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From my cousin in NM

She is a new parent, building a new home, at a crazy job.  So, I will take care of what I hope she will post in the future.


Blacks return to the South at a record pace
In a reverse of historic patterns, many see the region as a new land of
opportunity.

By GENARO C. ARMAS
The Associated Press

WASHINGTON A strong economy and vastly improved race relations are luring
record numbers of black Americans to the South.

More than 680,000 blacks age 5 and older moved to the South from another
region between 1995 and 2000, outnumbering the 333,000 who moved away by a
better than 2-to-1 margin, a Census Bureau report released Thursday said.

The report found no other region of the country had an increase in black
migration, a reverse of the trend seen in the first half of the century,
when many blacks left the South for the industrial Northeast and Midwest.

”Many blacks left not only because of economic opportunities but because of
the political and social constraints of segregation,” said Charles Ross,
historian and interim director of the African-American Studies program at
the University of Mississippi. “Those things have changed dramatically in
the South.”

A return of blacks to the South was first documented by the Census Bureau
between 1975 and 1980, when 100,000 more blacks moved in than moved out. The
trend continued between 1985 and 1990, when there was a net increase of
200,000; the net increase was nearly 347,000 between 1995 and 2000.

Blacks who move to the South tend to be more educated than those who never
left the region. Migrants to the South also tend to be slightly older than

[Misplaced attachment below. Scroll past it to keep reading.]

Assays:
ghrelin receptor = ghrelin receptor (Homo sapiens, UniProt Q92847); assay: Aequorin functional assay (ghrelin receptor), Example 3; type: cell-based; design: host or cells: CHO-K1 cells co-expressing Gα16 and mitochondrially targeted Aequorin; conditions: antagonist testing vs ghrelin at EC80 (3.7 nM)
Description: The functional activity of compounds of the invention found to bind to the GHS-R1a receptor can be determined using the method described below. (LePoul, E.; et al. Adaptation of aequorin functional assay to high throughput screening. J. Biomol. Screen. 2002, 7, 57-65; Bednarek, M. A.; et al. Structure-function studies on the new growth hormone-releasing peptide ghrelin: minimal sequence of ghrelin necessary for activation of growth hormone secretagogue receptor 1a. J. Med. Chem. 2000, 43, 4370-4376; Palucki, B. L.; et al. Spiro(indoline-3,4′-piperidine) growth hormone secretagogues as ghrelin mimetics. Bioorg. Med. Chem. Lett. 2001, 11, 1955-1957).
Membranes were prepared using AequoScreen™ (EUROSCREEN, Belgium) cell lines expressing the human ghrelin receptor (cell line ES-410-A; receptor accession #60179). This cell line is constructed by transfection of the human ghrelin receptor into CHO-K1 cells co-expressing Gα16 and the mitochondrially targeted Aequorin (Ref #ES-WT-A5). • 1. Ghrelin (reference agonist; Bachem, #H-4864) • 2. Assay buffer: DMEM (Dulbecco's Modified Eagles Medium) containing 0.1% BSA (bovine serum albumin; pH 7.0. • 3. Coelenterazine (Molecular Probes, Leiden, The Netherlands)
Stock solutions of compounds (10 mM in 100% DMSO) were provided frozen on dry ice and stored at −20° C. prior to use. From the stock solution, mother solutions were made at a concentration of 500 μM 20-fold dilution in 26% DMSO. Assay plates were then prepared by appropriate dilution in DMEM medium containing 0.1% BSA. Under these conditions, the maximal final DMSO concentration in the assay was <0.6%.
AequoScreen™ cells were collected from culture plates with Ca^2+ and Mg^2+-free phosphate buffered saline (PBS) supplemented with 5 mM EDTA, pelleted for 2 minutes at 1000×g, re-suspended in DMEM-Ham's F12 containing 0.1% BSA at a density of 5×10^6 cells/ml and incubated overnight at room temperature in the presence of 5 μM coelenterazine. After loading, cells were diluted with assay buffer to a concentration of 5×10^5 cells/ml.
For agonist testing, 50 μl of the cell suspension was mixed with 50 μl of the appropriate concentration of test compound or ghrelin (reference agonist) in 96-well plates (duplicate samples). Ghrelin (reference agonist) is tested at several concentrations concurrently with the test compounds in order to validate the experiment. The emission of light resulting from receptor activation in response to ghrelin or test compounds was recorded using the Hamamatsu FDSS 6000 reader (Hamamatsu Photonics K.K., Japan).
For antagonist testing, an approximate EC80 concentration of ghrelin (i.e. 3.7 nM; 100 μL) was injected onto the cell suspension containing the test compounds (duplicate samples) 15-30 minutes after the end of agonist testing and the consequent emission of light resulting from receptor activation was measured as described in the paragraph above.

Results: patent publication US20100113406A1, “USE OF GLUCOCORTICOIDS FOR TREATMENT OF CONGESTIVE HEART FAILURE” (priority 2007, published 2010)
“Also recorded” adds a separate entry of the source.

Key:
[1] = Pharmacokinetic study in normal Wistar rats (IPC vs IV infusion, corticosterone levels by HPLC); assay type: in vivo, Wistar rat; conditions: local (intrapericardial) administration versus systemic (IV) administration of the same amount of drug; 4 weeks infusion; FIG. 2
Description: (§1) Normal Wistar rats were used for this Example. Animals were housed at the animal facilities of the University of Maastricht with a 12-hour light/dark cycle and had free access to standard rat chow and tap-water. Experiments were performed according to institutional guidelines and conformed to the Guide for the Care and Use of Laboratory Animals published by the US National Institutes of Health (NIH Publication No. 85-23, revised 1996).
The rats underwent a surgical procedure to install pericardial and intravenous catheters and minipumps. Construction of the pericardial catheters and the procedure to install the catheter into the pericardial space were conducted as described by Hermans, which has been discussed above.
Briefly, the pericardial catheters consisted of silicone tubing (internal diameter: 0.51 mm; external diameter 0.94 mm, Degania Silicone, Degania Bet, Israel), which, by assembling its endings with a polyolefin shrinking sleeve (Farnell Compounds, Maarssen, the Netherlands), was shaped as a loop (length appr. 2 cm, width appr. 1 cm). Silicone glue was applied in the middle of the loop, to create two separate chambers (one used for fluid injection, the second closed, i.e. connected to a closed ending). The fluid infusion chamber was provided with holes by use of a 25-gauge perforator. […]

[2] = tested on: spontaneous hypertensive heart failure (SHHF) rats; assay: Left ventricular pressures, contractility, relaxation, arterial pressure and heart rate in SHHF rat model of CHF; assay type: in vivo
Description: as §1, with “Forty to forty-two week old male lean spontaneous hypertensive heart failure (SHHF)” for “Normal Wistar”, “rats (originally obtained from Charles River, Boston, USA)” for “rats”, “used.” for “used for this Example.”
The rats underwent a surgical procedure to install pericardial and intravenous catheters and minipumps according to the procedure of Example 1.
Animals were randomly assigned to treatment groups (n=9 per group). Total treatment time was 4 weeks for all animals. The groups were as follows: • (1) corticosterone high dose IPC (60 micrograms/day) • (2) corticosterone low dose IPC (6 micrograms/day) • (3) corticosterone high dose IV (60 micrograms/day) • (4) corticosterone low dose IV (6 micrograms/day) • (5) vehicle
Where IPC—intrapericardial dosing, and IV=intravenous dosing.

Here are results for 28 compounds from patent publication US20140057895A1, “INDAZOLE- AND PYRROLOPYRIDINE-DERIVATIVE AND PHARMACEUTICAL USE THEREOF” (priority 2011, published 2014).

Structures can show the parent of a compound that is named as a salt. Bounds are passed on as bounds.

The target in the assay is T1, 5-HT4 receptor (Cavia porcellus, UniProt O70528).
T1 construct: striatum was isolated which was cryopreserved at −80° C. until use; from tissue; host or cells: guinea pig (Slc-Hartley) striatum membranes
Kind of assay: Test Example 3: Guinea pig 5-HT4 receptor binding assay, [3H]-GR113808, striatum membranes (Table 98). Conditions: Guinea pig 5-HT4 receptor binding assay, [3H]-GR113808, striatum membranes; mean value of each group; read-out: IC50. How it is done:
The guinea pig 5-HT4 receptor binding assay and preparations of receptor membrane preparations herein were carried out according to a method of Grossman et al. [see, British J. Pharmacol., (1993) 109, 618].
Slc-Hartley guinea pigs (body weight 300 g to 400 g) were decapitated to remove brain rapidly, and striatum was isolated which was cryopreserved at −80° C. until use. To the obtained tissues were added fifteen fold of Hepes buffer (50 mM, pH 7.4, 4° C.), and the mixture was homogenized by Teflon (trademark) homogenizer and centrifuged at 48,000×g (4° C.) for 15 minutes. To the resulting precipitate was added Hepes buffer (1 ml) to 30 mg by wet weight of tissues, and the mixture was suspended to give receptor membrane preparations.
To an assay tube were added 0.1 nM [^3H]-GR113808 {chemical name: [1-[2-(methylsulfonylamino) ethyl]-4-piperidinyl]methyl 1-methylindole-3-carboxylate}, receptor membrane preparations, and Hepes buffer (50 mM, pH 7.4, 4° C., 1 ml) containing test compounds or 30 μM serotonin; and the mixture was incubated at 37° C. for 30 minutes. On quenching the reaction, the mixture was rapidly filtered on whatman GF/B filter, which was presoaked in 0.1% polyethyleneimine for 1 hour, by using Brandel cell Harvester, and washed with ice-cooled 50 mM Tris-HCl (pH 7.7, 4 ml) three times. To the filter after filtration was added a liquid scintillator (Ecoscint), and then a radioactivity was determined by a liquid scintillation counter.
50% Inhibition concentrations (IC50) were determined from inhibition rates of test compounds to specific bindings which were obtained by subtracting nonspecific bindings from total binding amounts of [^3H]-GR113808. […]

those who left the region, indicating some might have returned after leaving
earlier in their lives, the Census Bureau said.

Older blacks who moved to the Northeast or Midwest in the mid- to late 20th
century may be returning to the South to open their own businesses and
connect with family roots, said William Spriggs, executive director of the
National Urban League’s Institute for Opportunity and Equality.

”Most of these African-Americans came from the South,” Spriggs said. “The
politics of the South have changed enough so that these new business
operations can get contracting opportunities.”

Georgia took in the largest number of blacks from other states regardless of
region, with a net increase of nearly 130,000 between 1995 and 2000. It was
followed by North Carolina and Florida. California saw 98,713 blacks move
into the state, while 161,893 moved out.

Reflecting the overall shift in U.S. population, the South was the only
region to see a net increase of migrants from other regions among blacks,
Asians, Hispanics and non-Hispanic whites, while the Northeast was the only
region that had a net loss in each category.

The South had a net increase of 1.8 million new residents from other states
between 1995 and 2000, while the Northeast had a net decrease of almost 1.3
million.

Overall, Hispanics were the most mobile group between 1995 and 2000, with 56
percent having changed addresses - whether moving to a new region or within
the same region. About 54 percent of Asians moved, followed by blacks (49
percent) and whites (43 percent).

The report was based on responses to the 2000 census long form distributed
to one in six households.

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Posted by SPN on 11/04 at 12:54 AM in Blogging

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